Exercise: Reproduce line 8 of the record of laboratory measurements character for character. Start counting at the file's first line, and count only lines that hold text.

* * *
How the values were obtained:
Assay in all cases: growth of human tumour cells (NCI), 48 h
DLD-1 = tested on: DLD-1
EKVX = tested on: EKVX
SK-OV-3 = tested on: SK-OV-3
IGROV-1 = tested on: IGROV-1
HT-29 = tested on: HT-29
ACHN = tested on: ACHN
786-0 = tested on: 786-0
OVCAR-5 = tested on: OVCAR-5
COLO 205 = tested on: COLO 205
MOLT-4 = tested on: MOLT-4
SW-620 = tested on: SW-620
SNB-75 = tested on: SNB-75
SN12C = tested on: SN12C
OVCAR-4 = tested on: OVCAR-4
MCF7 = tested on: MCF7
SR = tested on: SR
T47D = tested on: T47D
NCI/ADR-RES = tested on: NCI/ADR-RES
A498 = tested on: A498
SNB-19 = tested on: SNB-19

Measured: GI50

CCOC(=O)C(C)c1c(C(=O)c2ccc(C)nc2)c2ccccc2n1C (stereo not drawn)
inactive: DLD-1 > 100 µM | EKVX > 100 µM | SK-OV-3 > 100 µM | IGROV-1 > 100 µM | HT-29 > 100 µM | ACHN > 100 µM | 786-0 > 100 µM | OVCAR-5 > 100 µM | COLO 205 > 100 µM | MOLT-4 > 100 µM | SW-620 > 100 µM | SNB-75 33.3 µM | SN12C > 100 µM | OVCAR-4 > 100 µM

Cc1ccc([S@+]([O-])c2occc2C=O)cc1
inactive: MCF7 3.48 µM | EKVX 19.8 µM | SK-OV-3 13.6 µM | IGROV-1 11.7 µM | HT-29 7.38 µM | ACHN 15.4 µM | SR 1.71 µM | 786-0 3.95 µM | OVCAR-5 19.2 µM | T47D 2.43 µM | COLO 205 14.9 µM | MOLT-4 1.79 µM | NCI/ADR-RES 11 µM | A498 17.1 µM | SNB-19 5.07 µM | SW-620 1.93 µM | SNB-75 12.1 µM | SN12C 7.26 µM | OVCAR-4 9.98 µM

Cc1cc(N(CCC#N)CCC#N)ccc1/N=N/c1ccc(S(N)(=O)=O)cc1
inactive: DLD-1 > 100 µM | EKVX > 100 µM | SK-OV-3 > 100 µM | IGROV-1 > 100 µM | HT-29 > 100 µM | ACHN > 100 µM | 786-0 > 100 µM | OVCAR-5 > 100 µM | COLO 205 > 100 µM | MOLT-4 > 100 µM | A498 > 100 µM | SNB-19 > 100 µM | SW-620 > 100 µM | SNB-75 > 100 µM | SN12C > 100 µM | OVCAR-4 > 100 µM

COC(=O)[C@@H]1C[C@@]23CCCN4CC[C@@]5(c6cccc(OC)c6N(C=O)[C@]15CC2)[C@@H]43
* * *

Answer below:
ACHN = tested on: ACHN